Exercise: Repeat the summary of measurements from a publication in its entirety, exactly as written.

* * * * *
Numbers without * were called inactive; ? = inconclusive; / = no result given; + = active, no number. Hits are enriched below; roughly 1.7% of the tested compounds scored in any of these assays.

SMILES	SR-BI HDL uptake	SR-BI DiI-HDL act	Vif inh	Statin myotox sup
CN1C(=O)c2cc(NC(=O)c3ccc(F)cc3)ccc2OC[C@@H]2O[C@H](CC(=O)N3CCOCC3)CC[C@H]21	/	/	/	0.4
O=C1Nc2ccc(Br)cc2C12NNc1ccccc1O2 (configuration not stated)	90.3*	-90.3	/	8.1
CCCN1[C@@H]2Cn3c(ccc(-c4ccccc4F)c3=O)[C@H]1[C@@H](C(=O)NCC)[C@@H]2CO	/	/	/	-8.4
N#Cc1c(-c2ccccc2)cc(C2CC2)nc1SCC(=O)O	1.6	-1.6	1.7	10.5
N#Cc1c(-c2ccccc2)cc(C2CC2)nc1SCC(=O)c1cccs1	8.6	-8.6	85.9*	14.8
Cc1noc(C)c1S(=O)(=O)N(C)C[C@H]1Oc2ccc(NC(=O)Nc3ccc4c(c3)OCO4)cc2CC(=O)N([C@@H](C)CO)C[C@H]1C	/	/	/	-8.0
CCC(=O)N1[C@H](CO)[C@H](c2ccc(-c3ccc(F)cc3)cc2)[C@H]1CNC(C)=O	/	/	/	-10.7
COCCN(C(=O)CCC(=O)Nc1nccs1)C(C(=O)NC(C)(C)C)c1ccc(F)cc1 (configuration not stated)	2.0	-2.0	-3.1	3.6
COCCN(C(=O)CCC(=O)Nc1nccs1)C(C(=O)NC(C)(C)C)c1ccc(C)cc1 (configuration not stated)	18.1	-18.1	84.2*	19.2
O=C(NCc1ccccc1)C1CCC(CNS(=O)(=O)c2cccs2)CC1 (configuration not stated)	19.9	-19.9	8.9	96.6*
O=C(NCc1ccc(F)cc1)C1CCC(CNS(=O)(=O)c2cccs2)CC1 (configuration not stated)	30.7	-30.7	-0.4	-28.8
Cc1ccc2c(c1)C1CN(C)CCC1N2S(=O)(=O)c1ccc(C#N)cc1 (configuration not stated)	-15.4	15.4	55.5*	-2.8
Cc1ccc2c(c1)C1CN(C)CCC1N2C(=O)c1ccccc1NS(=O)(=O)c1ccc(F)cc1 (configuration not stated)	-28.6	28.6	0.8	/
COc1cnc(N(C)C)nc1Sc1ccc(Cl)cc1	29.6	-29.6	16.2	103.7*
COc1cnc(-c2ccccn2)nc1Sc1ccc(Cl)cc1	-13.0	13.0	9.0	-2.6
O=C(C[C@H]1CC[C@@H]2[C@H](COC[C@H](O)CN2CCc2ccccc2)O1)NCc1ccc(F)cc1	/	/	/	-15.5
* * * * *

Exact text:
Numbers without * were called inactive; ? = inconclusive; / = no result given; + = active, no number. Hits are enriched below; roughly 1.7% of the tested compounds scored in any of these assays.

SMILES	SR-BI HDL uptake	SR-BI DiI-HDL act	Vif inh	Statin myotox sup
CN1C(=O)c2cc(NC(=O)c3ccc(F)cc3)ccc2OC[C@@H]2O[C@H](CC(=O)N3CCOCC3)CC[C@H]21	/	/	/	0.4
O=C1Nc2ccc(Br)cc2C12NNc1ccccc1O2 (configuration not stated)	90.3*	-90.3	/	8.1
CCCN1[C@@H]2Cn3c(ccc(-c4ccccc4F)c3=O)[C@H]1[C@@H](C(=O)NCC)[C@@H]2CO	/	/	/	-8.4
N#Cc1c(-c2ccccc2)cc(C2CC2)nc1SCC(=O)O	1.6	-1.6	1.7	10.5
N#Cc1c(-c2ccccc2)cc(C2CC2)nc1SCC(=O)c1cccs1	8.6	-8.6	85.9*	14.8
Cc1noc(C)c1S(=O)(=O)N(C)C[C@H]1Oc2ccc(NC(=O)Nc3ccc4c(c3)OCO4)cc2CC(=O)N([C@@H](C)CO)C[C@H]1C	/	/	/	-8.0
CCC(=O)N1[C@H](CO)[C@H](c2ccc(-c3ccc(F)cc3)cc2)[C@H]1CNC(C)=O	/	/	/	-10.7
COCCN(C(=O)CCC(=O)Nc1nccs1)C(C(=O)NC(C)(C)C)c1ccc(F)cc1 (configuration not stated)	2.0	-2.0	-3.1	3.6
COCCN(C(=O)CCC(=O)Nc1nccs1)C(C(=O)NC(C)(C)C)c1ccc(C)cc1 (configuration not stated)	18.1	-18.1	84.2*	19.2
O=C(NCc1ccccc1)C1CCC(CNS(=O)(=O)c2cccs2)CC1 (configuration not stated)	19.9	-19.9	8.9	96.6*
O=C(NCc1ccc(F)cc1)C1CCC(CNS(=O)(=O)c2cccs2)CC1 (configuration not stated)	30.7	-30.7	-0.4	-28.8
Cc1ccc2c(c1)C1CN(C)CCC1N2S(=O)(=O)c1ccc(C#N)cc1 (configuration not stated)	-15.4	15.4	55.5*	-2.8
Cc1ccc2c(c1)C1CN(C)CCC1N2C(=O)c1ccccc1NS(=O)(=O)c1ccc(F)cc1 (configuration not stated)	-28.6	28.6	0.8	/
COc1cnc(N(C)C)nc1Sc1ccc(Cl)cc1	29.6	-29.6	16.2	103.7*
COc1cnc(-c2ccccn2)nc1Sc1ccc(Cl)cc1	-13.0	13.0	9.0	-2.6
O=C(C[C@H]1CC[C@@H]2[C@H](COC[C@H](O)CN2CCc2ccccc2)O1)NCc1ccc(F)cc1	/	/	/	-15.5